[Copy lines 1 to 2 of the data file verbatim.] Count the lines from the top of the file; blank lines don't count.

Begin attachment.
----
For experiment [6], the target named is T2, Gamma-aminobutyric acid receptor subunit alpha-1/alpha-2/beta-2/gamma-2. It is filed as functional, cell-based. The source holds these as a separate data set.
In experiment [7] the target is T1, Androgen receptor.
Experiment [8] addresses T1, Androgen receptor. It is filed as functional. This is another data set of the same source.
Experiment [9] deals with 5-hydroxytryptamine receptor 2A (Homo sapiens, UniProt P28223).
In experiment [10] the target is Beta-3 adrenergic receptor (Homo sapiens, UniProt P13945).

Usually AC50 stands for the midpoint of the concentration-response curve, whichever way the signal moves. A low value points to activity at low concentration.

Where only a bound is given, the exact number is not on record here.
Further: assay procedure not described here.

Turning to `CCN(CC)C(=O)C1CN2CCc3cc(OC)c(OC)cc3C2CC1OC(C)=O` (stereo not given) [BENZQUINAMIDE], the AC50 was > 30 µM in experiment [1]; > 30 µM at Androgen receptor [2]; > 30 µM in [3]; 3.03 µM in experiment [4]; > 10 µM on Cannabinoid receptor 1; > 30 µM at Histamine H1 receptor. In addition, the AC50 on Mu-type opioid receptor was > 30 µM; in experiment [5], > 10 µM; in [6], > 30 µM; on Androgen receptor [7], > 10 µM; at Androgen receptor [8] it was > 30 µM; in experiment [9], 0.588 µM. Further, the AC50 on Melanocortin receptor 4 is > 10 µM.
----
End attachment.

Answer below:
For experiment [6], the target named is T2, Gamma-aminobutyric acid receptor subunit alpha-1/alpha-2/beta-2/gamma-2. It is filed as functional, cell-based. The source holds these as a separate data set.
In experiment [7] the target is T1, Androgen receptor.